Counties in the Lake Region Economic Bloc (LREB) now want the national government to allow them to procure Covid-19 rapid test kits and import vaccines directly to address rising infections.
They also want the national government to help them with infrastructure to manufacture oxygen, which is needed in Covid-19 treatment.
Rapid testing is more cost-effective in improving case detection, they argue.
They want more focus put on the border and hotspot counties of Busia, Migori, Kisumu, Siaya, Kericho and Kisii.
LREB chairman and Kakamega Governor Wycliffe Oparanya said bureaucracy in the national government is delaying the procurement and delivery of essential items and drugs.
The three million jabs procured by the Ministry of Health, they said, are not enough to accelerate vaccination across the country.
"We are only calling upon our development partners to support the LREB response strategy by increasing the rapid testing kits by one million and [provide] 500,000 test kits for residents in the region," he said.
Mr Oparanya, with the bloc's vice-chairman, Kisii Governor James Ongwae, and their Kisumu counterpart Anyang' Nyong'o, spoke at a press briefing in Kisumu on Tuesday.
They issued a status update on infections and containment measures in the lake region counties.
The 13 counties - Kisumu, Siaya, Migori, Homa Bay, Kisii, Nyamira, Busia, Vihiga, Kakamega, Bungoma, Trans Nzoia, Bomet and Kericho - are under a partial lockdown.
They have reported 2,171 positive cases in the past one week while 5,189 were reported the previous week.
The highest number of positive cases in this period was from Kisumu, which recorded 451, followed by Siaya (446), Busia (263) and Homa Bay (220).
The total cases in the region as of June 20 were 28,866, accounting for 16.1 per cent of the total confirmed cases nationally.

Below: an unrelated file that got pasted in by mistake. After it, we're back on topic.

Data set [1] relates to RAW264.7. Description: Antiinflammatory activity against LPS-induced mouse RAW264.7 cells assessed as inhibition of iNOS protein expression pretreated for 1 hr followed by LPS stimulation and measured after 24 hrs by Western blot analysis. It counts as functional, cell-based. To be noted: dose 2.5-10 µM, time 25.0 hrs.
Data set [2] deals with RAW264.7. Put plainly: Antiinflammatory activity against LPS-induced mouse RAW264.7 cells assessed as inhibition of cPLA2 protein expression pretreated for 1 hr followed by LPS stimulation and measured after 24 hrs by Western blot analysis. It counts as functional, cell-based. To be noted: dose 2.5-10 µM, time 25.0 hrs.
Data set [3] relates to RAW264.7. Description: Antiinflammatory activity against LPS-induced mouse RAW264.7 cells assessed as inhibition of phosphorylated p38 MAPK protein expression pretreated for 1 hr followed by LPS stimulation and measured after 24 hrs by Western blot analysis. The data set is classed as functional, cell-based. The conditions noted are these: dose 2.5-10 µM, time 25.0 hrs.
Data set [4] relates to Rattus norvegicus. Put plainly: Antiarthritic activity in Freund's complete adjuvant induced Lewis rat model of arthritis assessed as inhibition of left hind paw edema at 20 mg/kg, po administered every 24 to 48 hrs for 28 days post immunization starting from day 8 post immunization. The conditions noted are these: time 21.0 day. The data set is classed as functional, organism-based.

Mr Oparanya also indicated that the counties need to import more oxygen-production equipment.
Kisii, Kakamega and Kisumu have oxygen plants but can only produce 300 litres per minute, while patients need 50 litres per minute.
Mr Ongwae said the national government should also step in to help counties to produce oxygen.
The Kisii County boss said the counties lacked the capacity to test Kenyans for Covid-19 and, therefore, rapid tests should be allowed as the first step in containing the virus.
"We are worried because protocols for rapid tests have not been given by the national government. It is all shrouded in mystery," he said.
"This is not about us looking at the government but looking at individuals. Do not wait for the government to help you do the things that can help stem the spread of the pandemic."
Governor Nyong'o said counties can find money to procure rapid test kits.
"We can set aside resources to buy rapid test kits, and even get them from Korea, where one can cost five dollars. The national government should allow us to do this because we will use stratified testing," he said.
"On vaccination, we should be allowed to import vaccines directly from development partners."
Kakamega and Kisumu plan to buy oxygen-generating equipment. The Kakamega one is expected to produce 1,000 litres per minute.
Prof Khama Rogo, the chairman of the LREB Committee of Eminent Persons, warned the public against flouting Covid-19 directives issued by the Ministry of Health to prevent the spread of the virus.
He advised residents of LREB counties not to wait to be treated or given oxygen, adding that by the time one requires it, it may be too late.
He also cited shortages of health personnel to handle the situation.
"Health workers are stretched, tired and are getting sick. Let us not ignore prevention. This is putting an unnecessary burden on them. Behaviour change is achievable," he said.